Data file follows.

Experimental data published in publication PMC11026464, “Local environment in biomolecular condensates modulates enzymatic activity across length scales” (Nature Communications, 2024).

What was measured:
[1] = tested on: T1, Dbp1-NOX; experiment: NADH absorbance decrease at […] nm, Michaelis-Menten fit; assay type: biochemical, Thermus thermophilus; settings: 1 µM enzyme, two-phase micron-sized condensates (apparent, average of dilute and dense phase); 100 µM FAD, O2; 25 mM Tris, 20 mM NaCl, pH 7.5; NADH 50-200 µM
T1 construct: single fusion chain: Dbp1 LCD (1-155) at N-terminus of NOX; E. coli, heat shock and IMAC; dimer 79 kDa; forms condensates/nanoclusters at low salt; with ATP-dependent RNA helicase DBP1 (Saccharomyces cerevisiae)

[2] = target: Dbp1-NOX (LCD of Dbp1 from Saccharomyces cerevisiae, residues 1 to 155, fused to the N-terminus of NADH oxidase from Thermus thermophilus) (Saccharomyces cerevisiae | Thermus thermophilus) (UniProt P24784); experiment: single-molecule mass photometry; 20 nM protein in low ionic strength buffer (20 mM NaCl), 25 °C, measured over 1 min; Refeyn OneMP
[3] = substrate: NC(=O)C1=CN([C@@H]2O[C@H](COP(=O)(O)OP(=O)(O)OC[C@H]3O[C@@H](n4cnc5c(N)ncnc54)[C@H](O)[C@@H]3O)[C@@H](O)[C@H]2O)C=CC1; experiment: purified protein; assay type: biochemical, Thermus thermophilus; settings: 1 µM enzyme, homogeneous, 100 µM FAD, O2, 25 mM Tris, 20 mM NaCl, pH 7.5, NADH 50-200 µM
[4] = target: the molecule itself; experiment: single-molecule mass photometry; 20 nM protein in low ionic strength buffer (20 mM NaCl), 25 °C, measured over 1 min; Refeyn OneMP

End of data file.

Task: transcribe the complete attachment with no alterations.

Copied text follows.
Experimental data published in publication PMC11026464, “Local environment in biomolecular condensates modulates enzymatic activity across length scales” (Nature Communications, 2024).

What was measured:
[1] = tested on: T1, Dbp1-NOX; experiment: NADH absorbance decrease at […] nm, Michaelis-Menten fit; assay type: biochemical, Thermus thermophilus; settings: 1 µM enzyme, two-phase micron-sized condensates (apparent, average of dilute and dense phase); 100 µM FAD, O2; 25 mM Tris, 20 mM NaCl, pH 7.5; NADH 50-200 µM
T1 construct: single fusion chain: Dbp1 LCD (1-155) at N-terminus of NOX; E. coli, heat shock and IMAC; dimer 79 kDa; forms condensates/nanoclusters at low salt; with ATP-dependent RNA helicase DBP1 (Saccharomyces cerevisiae)

[2] = target: Dbp1-NOX (LCD of Dbp1 from Saccharomyces cerevisiae, residues 1 to 155, fused to the N-terminus of NADH oxidase from Thermus thermophilus) (Saccharomyces cerevisiae | Thermus thermophilus) (UniProt P24784); experiment: single-molecule mass photometry; 20 nM protein in low ionic strength buffer (20 mM NaCl), 25 °C, measured over 1 min; Refeyn OneMP
[3] = substrate: NC(=O)C1=CN([C@@H]2O[C@H](COP(=O)(O)OP(=O)(O)OC[C@H]3O[C@@H](n4cnc5c(N)ncnc54)[C@H](O)[C@@H]3O)[C@@H](O)[C@H]2O)C=CC1; experiment: purified protein; assay type: biochemical, Thermus thermophilus; settings: 1 µM enzyme, homogeneous, 100 µM FAD, O2, 25 mM Tris, 20 mM NaCl, pH 7.5, NADH 50-200 µM
[4] = target: the molecule itself; experiment: single-molecule mass photometry; 20 nM protein in low ionic strength buffer (20 mM NaCl), 25 °C, measured over 1 min; Refeyn OneMP